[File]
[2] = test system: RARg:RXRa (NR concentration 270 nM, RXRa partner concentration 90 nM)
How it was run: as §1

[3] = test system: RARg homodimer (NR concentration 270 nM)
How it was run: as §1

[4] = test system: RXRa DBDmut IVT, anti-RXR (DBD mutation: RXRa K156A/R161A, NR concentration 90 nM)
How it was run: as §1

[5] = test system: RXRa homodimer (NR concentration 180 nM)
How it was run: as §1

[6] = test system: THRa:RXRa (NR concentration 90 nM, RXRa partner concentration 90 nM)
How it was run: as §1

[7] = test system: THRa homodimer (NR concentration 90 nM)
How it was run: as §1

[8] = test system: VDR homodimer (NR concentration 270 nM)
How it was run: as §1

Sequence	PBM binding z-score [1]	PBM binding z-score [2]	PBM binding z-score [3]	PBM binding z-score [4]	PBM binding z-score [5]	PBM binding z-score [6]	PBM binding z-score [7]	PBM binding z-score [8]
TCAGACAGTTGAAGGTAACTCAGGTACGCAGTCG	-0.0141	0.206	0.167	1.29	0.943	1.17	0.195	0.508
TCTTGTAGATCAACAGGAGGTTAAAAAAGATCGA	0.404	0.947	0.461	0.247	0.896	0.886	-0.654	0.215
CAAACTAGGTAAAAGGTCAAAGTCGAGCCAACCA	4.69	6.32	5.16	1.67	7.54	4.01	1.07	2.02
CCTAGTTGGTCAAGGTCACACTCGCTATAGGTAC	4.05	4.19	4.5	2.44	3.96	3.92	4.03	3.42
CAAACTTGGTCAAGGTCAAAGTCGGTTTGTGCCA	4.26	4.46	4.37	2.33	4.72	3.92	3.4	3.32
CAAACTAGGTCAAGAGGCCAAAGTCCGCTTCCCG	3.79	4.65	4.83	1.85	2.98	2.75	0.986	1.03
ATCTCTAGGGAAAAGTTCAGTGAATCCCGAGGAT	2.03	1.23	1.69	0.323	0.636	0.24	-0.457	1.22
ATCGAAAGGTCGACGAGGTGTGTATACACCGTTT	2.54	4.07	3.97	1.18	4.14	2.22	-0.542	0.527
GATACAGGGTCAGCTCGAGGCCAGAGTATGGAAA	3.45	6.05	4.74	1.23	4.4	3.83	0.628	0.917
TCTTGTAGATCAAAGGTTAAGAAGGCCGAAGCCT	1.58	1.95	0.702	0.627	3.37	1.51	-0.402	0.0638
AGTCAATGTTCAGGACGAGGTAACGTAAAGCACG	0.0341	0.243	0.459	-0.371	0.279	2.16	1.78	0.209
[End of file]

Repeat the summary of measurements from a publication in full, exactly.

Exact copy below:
[2] = test system: RARg:RXRa (NR concentration 270 nM, RXRa partner concentration 90 nM)
How it was run: as §1

[3] = test system: RARg homodimer (NR concentration 270 nM)
How it was run: as §1

[4] = test system: RXRa DBDmut IVT, anti-RXR (DBD mutation: RXRa K156A/R161A, NR concentration 90 nM)
How it was run: as §1

[5] = test system: RXRa homodimer (NR concentration 180 nM)
How it was run: as §1

[6] = test system: THRa:RXRa (NR concentration 90 nM, RXRa partner concentration 90 nM)
How it was run: as §1

[7] = test system: THRa homodimer (NR concentration 90 nM)
How it was run: as §1

[8] = test system: VDR homodimer (NR concentration 270 nM)
How it was run: as §1

Sequence	PBM binding z-score [1]	PBM binding z-score [2]	PBM binding z-score [3]	PBM binding z-score [4]	PBM binding z-score [5]	PBM binding z-score [6]	PBM binding z-score [7]	PBM binding z-score [8]
TCAGACAGTTGAAGGTAACTCAGGTACGCAGTCG	-0.0141	0.206	0.167	1.29	0.943	1.17	0.195	0.508
TCTTGTAGATCAACAGGAGGTTAAAAAAGATCGA	0.404	0.947	0.461	0.247	0.896	0.886	-0.654	0.215
CAAACTAGGTAAAAGGTCAAAGTCGAGCCAACCA	4.69	6.32	5.16	1.67	7.54	4.01	1.07	2.02
CCTAGTTGGTCAAGGTCACACTCGCTATAGGTAC	4.05	4.19	4.5	2.44	3.96	3.92	4.03	3.42
CAAACTTGGTCAAGGTCAAAGTCGGTTTGTGCCA	4.26	4.46	4.37	2.33	4.72	3.92	3.4	3.32
CAAACTAGGTCAAGAGGCCAAAGTCCGCTTCCCG	3.79	4.65	4.83	1.85	2.98	2.75	0.986	1.03
ATCTCTAGGGAAAAGTTCAGTGAATCCCGAGGAT	2.03	1.23	1.69	0.323	0.636	0.24	-0.457	1.22
ATCGAAAGGTCGACGAGGTGTGTATACACCGTTT	2.54	4.07	3.97	1.18	4.14	2.22	-0.542	0.527
GATACAGGGTCAGCTCGAGGCCAGAGTATGGAAA	3.45	6.05	4.74	1.23	4.4	3.83	0.628	0.917
TCTTGTAGATCAAAGGTTAAGAAGGCCGAAGCCT	1.58	1.95	0.702	0.627	3.37	1.51	-0.402	0.0638
AGTCAATGTTCAGGACGAGGTAACGTAAAGCACG	0.0341	0.243	0.459	-0.371	0.279	2.16	1.78	0.209